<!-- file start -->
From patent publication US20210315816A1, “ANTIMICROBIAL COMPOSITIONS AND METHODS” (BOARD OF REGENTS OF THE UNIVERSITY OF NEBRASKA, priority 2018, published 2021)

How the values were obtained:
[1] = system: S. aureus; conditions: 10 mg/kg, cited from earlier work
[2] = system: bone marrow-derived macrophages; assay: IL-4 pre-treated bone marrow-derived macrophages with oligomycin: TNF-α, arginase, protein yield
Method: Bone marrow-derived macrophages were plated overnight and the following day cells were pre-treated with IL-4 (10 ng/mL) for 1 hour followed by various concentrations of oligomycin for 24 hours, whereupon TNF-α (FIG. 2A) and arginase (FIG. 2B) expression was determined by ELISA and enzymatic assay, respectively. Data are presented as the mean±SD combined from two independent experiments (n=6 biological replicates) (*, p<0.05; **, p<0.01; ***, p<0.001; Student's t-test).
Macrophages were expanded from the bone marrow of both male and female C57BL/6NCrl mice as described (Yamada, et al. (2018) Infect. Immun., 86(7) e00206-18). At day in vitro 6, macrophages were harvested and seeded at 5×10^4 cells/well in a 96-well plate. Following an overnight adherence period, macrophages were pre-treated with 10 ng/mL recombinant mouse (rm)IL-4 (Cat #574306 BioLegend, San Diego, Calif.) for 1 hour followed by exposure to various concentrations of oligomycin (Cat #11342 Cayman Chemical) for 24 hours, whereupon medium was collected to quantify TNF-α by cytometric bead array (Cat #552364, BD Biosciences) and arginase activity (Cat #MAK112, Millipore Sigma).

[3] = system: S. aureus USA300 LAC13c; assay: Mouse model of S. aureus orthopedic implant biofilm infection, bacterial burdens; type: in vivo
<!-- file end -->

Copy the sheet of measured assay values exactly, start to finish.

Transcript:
From patent publication US20210315816A1, “ANTIMICROBIAL COMPOSITIONS AND METHODS” (BOARD OF REGENTS OF THE UNIVERSITY OF NEBRASKA, priority 2018, published 2021)

How the values were obtained:
[1] = system: S. aureus; conditions: 10 mg/kg, cited from earlier work
[2] = system: bone marrow-derived macrophages; assay: IL-4 pre-treated bone marrow-derived macrophages with oligomycin: TNF-α, arginase, protein yield
Method: Bone marrow-derived macrophages were plated overnight and the following day cells were pre-treated with IL-4 (10 ng/mL) for 1 hour followed by various concentrations of oligomycin for 24 hours, whereupon TNF-α (FIG. 2A) and arginase (FIG. 2B) expression was determined by ELISA and enzymatic assay, respectively. Data are presented as the mean±SD combined from two independent experiments (n=6 biological replicates) (*, p<0.05; **, p<0.01; ***, p<0.001; Student's t-test).
Macrophages were expanded from the bone marrow of both male and female C57BL/6NCrl mice as described (Yamada, et al. (2018) Infect. Immun., 86(7) e00206-18). At day in vitro 6, macrophages were harvested and seeded at 5×10^4 cells/well in a 96-well plate. Following an overnight adherence period, macrophages were pre-treated with 10 ng/mL recombinant mouse (rm)IL-4 (Cat #574306 BioLegend, San Diego, Calif.) for 1 hour followed by exposure to various concentrations of oligomycin (Cat #11342 Cayman Chemical) for 24 hours, whereupon medium was collected to quantify TNF-α by cytometric bead array (Cat #552364, BD Biosciences) and arginase activity (Cat #MAK112, Millipore Sigma).

[3] = system: S. aureus USA300 LAC13c; assay: Mouse model of S. aureus orthopedic implant biofilm infection, bacterial burdens; type: in vivo